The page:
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Use one ISP for outbound internet and second ISP for inbound access to servers

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Mon, 11/30/2009 - 11:41
Nov 27th, 2009
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If you have two ISPs and you want to use the first one for outbound internet access for hosts on your inside network and use the second ISP for people on the internet to access your servers.


dual_isp.JPG



interface Ethernet0/0
nameif outside
security-level 0
ip address 1.1.1.1 255.255.255.0
!
interface Ethernet0/1
nameif backup
security-level 0
ip address 2.2.2.1 255.255.255.0
!
interface Ethernet0/2
nameif inside
security-level 100
ip address 192.168.1.1 255.255.255.0

!

interface Ethernet0/3
nameif dmz
security-level 50
ip address 172.16.1.1 255.255.255.0


global (outside) 1 interface
nat (inside) 1 0.0.0.0 0.0.0.0
static (dmz,backup) 2.2.2.4 172.16.1.2 netmask 255.255.255.255

route outside 0.0.0.0 0.0.0.0 1.1.1.3 1
route backup 0.0.0.0 0.0.0.0 2.2.2.2 2

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csco10716389 Fri, 11/27/2009 - 22:20
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Tanveer,


It is possble put specific route rather than default for both the routes.

Nat is ok for (Inside,Outside) and (DMZ,Backup) ......u have to add specific route for accesing the backup link from DMZ or on the firewall.....thanks

Tanveer Deewan Sat, 11/28/2009 - 06:59
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We don't need and can't have a specific route as the source of inbound traffic can be anyone on the internet. The configuration is tested and it works fine. This is not my question but more of a sample configuration for anyone to use.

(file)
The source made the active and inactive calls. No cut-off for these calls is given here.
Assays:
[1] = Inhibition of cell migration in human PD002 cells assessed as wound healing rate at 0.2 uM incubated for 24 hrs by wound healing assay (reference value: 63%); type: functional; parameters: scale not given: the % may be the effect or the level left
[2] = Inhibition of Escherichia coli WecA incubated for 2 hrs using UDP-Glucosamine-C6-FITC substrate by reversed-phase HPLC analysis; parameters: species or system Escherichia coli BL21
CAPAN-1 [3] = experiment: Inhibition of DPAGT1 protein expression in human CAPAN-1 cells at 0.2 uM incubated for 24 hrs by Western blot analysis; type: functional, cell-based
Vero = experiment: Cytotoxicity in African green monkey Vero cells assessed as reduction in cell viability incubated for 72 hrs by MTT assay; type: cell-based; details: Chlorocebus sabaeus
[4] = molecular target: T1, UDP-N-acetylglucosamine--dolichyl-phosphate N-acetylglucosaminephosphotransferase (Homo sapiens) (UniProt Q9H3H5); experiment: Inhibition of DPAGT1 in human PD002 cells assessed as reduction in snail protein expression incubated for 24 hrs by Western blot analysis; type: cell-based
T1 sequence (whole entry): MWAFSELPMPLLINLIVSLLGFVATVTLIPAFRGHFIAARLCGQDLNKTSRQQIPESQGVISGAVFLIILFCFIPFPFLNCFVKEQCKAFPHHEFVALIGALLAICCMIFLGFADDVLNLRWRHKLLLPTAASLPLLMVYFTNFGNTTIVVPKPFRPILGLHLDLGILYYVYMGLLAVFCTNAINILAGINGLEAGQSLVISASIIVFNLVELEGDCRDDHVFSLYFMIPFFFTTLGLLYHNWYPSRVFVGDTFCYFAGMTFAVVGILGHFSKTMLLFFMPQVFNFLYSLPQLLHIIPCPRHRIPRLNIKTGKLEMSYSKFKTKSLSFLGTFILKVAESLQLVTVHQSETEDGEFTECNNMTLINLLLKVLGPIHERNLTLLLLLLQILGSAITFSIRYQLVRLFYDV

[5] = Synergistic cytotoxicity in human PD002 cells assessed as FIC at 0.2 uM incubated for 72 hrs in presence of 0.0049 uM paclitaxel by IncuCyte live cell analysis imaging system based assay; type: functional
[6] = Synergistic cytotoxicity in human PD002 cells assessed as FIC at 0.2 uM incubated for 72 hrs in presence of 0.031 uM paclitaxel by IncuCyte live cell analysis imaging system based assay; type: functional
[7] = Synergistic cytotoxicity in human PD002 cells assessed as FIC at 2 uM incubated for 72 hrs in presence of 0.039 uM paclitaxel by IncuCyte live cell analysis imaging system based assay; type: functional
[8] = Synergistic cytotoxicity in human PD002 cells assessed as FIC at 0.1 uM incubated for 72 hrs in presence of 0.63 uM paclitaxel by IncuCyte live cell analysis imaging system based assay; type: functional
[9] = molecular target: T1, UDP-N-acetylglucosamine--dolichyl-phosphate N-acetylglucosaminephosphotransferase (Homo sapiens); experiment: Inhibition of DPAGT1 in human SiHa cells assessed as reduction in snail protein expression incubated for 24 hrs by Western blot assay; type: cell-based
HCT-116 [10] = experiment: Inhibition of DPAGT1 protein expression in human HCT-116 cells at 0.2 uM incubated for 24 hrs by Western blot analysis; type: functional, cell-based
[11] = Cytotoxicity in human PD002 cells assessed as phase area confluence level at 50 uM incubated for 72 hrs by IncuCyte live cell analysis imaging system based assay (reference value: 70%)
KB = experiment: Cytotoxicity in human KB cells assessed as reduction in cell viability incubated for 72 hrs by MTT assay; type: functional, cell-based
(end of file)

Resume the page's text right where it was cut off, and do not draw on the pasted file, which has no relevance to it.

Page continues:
manfernandez Sun, 11/29/2009 - 07:20
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Tanveer,


Wouldn't this load balance accross both thos equal cost routes?  You would need some sort of PBR which I believe is not available (https://supportforums.cisco.com/docs/DOC-6069;jsessionid=8271C313440757D113FACC1737C6CABE.node0 ) else the packet would have issues on the other end becuase the remote firewall would send a SYN to ISP B's NATed Address and when the Server responds, it will be through ISP A's IP hence on the remote end would look like an out of state packet and would be dropped.


I could be wrong though.

Tanveer Deewan Mon, 11/30/2009 - 11:41
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route outside 0.0.0.0 0.0.0.0 1.1.1.3 1
route backup 0.0.0.0 0.0.0.0 2.2.2.2 2


The backup route has a higher metric so it will not show in the routing table. However it does exist in the 'topology table' in the ASA. Use ' sh asp table routing' to verify that.


When the SYN packet from client on internet hits the 'backup' interface of the ASA, it forwards that to the server in DMZ and builds a state/connection table for that. The return SYN-ACK packet from the server is routed based on the existing connection. This is when the 'backup' route with higher metric comes in play and the ASA forwards the packet to 2.2.2.2 device.

In short, this will only work for connections that are initiated from Internet destined to the backup interface subnet.

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